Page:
After visiting the cliffs of Ásbyrgi, we hopped in the car and drove a few minutes south to the Vesturdalur campsite and the start of an extraordinary five-kilometer trail which would bring us through the Hljóðaklettar (Echo Rocks) to the foot of the Rauðhólar (Red Hills).
The first half of our 25-kilometer hike from Skógar to Þórsmörk had been dominated by waterfalls, barren mountain vistas, and an unending uphill climb. But after passing between the two glaciers of Eyjafjallajökull and Mýrdalsjökull, our path would start its descent, and the clouds which had been plaguing us all day would clear up, revealing the valley of Þórsmörk below us: one of the most stunning landscapes we’ve ever seen.
After hiking through a field of lava, donning a helmet and harness, and climbing to the top of a perfectly conical volcanic crater, we gathered our courage and stepped onto a cable lift… the kind normally used to wash the windows of skyscrapers. Then we were lowered four hundred feet underground into the magma chamber of a long dormant volcano. A little scary, but visiting Þrihnúkagígur was a once-in-a-lifetime opportunity we couldn’t resist.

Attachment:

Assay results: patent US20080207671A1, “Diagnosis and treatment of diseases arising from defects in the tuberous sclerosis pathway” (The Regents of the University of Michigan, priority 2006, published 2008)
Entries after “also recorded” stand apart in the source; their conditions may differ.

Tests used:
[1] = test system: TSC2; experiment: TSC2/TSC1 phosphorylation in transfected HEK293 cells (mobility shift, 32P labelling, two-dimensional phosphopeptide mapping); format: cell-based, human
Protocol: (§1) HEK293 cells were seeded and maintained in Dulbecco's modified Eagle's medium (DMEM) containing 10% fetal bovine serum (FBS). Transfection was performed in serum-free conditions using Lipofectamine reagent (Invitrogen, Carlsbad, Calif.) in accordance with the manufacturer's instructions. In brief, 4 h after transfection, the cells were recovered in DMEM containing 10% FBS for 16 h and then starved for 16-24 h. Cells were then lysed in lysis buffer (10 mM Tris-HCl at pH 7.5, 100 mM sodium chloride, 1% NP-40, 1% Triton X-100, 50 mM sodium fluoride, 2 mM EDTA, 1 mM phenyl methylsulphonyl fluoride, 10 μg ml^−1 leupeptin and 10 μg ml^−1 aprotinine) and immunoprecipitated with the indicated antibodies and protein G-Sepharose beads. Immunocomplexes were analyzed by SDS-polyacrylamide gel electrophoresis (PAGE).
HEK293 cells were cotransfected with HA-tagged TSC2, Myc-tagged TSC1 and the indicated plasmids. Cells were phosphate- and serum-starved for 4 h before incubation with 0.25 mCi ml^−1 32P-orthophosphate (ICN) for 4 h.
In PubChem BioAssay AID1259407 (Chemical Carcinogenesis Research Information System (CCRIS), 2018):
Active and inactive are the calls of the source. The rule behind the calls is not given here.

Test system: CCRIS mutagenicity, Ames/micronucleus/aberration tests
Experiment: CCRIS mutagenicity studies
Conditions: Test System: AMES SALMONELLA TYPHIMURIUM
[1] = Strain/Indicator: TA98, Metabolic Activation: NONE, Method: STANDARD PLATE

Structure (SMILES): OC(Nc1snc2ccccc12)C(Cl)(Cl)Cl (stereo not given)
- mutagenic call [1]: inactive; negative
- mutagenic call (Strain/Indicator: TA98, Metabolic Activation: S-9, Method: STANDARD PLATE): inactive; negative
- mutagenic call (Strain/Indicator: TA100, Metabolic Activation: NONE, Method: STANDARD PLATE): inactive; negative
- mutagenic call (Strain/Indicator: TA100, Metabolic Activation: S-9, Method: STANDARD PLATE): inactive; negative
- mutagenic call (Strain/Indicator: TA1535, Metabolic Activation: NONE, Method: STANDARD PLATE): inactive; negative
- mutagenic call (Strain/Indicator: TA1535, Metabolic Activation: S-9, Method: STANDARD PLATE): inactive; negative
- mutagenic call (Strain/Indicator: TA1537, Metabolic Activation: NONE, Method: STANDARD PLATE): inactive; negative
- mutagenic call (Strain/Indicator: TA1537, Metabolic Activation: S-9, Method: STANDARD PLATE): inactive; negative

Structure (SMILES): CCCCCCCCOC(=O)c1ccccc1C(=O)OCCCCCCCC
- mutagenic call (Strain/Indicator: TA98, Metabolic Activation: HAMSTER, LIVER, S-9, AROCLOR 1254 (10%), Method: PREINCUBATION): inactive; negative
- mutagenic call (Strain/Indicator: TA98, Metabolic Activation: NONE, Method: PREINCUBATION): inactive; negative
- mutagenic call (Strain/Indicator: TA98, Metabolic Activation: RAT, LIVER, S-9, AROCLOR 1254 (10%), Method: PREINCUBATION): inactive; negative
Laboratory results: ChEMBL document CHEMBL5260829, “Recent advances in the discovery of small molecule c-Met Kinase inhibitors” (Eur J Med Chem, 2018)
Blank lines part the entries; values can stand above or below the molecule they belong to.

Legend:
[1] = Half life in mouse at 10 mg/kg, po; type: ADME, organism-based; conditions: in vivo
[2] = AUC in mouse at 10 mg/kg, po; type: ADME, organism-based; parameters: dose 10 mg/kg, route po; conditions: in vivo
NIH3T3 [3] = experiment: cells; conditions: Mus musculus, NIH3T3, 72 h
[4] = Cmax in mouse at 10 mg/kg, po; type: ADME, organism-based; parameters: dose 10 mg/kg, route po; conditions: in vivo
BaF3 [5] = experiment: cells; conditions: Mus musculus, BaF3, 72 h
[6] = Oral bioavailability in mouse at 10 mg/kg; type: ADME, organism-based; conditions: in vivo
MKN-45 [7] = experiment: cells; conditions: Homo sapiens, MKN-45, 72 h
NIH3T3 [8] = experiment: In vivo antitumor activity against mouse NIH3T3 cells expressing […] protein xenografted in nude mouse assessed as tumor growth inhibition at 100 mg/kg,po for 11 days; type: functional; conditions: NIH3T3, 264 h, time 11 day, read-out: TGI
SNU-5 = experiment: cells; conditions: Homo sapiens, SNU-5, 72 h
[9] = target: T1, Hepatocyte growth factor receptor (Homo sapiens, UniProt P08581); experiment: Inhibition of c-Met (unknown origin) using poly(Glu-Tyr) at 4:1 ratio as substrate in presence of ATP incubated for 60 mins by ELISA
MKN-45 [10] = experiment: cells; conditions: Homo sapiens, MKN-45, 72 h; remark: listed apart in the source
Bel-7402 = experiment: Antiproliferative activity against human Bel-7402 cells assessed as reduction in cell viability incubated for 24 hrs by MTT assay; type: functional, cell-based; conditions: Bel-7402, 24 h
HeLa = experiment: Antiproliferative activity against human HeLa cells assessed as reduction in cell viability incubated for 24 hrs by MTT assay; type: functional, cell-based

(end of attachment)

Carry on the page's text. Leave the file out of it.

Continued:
Driving around Iceland with a guidebook and a map can be rewarding, but even the most astute tourist won’t find everything on their own. To reach certain places, you’ll have to enlist the help of experts. That’s what we did, in order to explore a secret lava cave and an amazing hot spring.
We set out early from Hellissandur for a big day of hiking around the western end of the Snæfellsnes Peninsula. This was our first extended hike in Iceland, and we had planned a promising route through lava fields, to the rims of craters, past waterfalls and across glacial rivers. Well, “crossing glacial rivers” wasn’t actually on the itinerary; it was more like a last-minute surprise at the day’s end.